Just so my readers know, I have been complaining about how terrible the past two years have been for journalists, like myself, and apparently someone finally did a study and confirmed it:
It's Official: 2009 Was Worst Year for the Newspaper Business in Decades (NYT/Media Decoder)
It's no surprise that 2009 was the worst year the newspaper business has had in decades, but the scale of the damage is stunning. Advertising revenue fell 27.2 percent, or more than $10 billion, from 2008 -- which was, at the time, the industry's worst year since the Depression.
I wasn't just freaking out for no reason, folks, it really was a horrible year for real journalists. That said, business seems to be picking up for this journalist who has had two assignments already this year, and is hoping for another next month. Notice that great, gusty sigh of relief you're hearing? That's me, breathing again now that the drought is easing.
On to the book.
Have you ever spent money/time on a book that you KNEW, like you knew the sun would rise in the morning, was going to be a complete lark?
I happened upon a copy of Yasmine Galenorn's "Ghost of a Chance" at Baker Street Books in Black Diamond (BSB is currently under siege as they fix the whole street and make an unholy racket while doing so...I feel for Mr Charles, the stores owner, having to listen to those big earth-movers every day) a few days ago, and I just couldn't resist the cute cat, roses and teacups on the cover, with the back cover blurb, "Emerald O'Brien, single mother of two, is the owner of the Chintz N China Tea Room, where guests are served the perfect blend of tea and tarot readings. She never set out to be a detective, but once word gets out that she can communicate with the dead, there's no turning back..." which made me smile, as it sounds a lot like a trailer for the TV series, "Ghost Whisperer." There was also a nice little note on the back of the book saying "Charm recipe included!" which also made me smile, as I have a neighbor who has 99 percent of the ingredients required to make the "Mystic Moon Protection Charm" yet I am fairly certain she'd laugh at the idea of lavender, rose petals and herbs wrapped in silk being anything but a nice smelling pomander for one's closet.
Still, after finishing yet another WWII book for my KCLS book group ("The Hotel at the Corner of Bitter and Sweet," which was an account of Seattle during the days of the Japanese internment), I confess I was more than ready for some 'light' reading, something that wouldn't tax my brain, yet wouldn't offend me with horrible romance-novel cliches and poor quality prose.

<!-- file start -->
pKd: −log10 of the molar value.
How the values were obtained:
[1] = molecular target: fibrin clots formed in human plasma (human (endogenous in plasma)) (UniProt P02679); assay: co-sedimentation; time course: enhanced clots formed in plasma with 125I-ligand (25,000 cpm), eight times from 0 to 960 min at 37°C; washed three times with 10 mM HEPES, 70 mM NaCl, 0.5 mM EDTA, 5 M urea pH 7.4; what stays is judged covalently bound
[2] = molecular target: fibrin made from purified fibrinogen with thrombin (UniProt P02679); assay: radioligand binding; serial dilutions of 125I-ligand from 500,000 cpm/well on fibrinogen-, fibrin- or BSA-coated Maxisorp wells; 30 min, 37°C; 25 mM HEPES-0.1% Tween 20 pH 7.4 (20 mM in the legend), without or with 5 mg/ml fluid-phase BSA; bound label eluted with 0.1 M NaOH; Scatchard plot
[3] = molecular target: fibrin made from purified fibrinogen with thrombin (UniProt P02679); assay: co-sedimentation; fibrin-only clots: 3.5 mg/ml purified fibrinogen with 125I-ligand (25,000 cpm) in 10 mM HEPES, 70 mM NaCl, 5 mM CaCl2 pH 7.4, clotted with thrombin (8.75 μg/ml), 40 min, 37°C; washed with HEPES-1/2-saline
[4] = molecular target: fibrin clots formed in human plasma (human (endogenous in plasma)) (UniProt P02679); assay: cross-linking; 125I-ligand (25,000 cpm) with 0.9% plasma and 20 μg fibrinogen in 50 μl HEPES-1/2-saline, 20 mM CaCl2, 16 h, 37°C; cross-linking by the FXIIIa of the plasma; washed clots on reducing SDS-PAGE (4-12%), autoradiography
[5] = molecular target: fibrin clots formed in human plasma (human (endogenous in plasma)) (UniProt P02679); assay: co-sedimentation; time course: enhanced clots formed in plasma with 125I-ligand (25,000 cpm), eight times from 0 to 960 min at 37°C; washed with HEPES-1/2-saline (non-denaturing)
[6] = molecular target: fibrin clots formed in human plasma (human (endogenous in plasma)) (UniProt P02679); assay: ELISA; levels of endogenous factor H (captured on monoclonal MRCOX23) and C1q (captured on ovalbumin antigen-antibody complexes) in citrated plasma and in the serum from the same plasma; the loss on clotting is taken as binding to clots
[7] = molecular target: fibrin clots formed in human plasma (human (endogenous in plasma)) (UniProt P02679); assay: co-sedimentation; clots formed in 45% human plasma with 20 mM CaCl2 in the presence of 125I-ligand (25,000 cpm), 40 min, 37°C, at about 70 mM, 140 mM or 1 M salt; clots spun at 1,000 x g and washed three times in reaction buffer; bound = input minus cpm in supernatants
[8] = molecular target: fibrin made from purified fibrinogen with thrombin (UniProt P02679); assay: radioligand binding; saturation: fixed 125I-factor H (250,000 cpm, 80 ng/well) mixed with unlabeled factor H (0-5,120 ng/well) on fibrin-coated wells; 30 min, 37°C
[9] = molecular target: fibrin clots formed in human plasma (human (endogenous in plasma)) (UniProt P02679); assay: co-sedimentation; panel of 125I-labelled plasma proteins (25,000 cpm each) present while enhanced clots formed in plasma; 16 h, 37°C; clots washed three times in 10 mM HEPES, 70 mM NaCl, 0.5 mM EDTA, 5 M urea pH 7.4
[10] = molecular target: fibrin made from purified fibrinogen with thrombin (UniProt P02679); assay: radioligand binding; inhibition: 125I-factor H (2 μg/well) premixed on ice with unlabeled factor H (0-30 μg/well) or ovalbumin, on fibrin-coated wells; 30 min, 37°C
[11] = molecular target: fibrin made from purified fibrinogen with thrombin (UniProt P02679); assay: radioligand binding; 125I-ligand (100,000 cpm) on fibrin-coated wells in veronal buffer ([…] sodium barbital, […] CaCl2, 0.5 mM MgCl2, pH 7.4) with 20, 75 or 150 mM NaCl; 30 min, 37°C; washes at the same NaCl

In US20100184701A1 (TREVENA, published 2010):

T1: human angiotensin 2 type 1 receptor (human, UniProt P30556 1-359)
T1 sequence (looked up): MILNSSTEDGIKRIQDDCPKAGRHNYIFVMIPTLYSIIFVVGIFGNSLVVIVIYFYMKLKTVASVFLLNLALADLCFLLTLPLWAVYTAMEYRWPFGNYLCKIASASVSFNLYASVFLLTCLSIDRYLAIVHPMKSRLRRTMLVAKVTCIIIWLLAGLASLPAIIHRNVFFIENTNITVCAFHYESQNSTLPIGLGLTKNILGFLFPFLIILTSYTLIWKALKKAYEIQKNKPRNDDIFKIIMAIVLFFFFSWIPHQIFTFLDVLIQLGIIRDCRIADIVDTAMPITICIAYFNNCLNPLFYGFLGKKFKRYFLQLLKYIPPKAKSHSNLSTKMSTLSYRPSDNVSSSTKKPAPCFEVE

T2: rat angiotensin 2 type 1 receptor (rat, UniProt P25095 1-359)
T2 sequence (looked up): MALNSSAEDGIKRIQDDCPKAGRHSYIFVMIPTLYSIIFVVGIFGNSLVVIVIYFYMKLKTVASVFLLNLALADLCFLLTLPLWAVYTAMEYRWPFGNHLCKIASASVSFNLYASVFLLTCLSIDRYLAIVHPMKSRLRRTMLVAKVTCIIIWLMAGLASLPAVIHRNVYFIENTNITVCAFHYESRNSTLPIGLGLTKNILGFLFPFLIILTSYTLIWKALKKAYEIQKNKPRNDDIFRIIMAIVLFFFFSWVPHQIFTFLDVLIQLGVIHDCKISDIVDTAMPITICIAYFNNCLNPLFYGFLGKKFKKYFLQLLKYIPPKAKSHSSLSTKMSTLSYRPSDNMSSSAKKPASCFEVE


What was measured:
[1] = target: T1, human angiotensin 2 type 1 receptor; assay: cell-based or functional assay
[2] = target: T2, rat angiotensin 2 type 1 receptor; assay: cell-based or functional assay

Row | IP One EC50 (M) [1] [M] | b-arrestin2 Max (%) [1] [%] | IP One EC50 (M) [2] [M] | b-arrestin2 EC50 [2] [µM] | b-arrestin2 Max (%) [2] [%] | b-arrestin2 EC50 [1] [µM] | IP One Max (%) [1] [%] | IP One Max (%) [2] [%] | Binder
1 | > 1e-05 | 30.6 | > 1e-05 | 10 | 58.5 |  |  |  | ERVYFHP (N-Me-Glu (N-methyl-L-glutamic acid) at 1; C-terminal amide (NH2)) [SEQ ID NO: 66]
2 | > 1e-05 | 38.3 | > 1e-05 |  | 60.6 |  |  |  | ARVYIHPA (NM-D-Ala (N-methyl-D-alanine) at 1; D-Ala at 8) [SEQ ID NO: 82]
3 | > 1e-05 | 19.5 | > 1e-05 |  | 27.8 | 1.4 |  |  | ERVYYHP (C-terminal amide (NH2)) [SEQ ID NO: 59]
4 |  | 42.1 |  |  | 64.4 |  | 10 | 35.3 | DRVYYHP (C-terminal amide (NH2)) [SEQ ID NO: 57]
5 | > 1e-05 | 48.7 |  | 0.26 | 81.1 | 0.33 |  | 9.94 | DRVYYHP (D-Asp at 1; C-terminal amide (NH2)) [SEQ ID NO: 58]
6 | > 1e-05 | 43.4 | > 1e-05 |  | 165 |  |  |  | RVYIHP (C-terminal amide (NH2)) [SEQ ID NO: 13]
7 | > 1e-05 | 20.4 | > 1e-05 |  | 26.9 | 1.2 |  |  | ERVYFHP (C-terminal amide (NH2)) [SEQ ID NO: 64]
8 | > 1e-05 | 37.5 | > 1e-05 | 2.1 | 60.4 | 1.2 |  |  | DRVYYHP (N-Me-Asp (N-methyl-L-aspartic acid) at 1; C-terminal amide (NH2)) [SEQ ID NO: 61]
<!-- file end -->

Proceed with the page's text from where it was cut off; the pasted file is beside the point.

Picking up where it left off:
"Ghost of a Chance" was perfect in that regard, as the author has a feel for engaging characters and a well-paced plot. Her prose, though decent, read a bit young, meaning it sounds like the work of a precocious teenager or an adult who needs to work on their style and at adding layers and believable subplots to their work.
That said, I had a jolly good time reading "Ghost," and though the main character isn't really that much like me, I empathized with her and her need to keep her children safe while solving a mystery. I could see what was going to happen, as clearly as Emerald sees spirits, by about the third chapter, but it didn't matter, because the journey held my interest and the descriptions of local landmarks were a delight.
Though I am a fan of "Ghost Whisperer" (and the lovely Jennifer Love Hewitt), I am not a true believer in Wicca and the pagan religions. I figure live and let live, though, and I don't think that modern witches should be discriminated against, any more than any other religion. Yet I found myself fascinated by the descriptions of ceremonies, talismans and other 'magic' performed by Emerald, her son and friends. I must say I was disappointed in Emerald's very kind dealings with her son, after he brought forth a huge demonic presence, just to show off to a friend, (I would have done a lot more than ground the child), but every parent deals with childrens misbehavior in a different way, and, as a parent, I try to respect that until real harm comes from the children's actions that impacts my family.
So, all told, this is a book that is to reading what a cookie is to your daily food intake...its sweet, light and tasty and probably not that good for you, but what is life without cookies?
I'd give it a solid B, and recommend it to older teens and adults who like easy-reading paranormal romance/mysteries.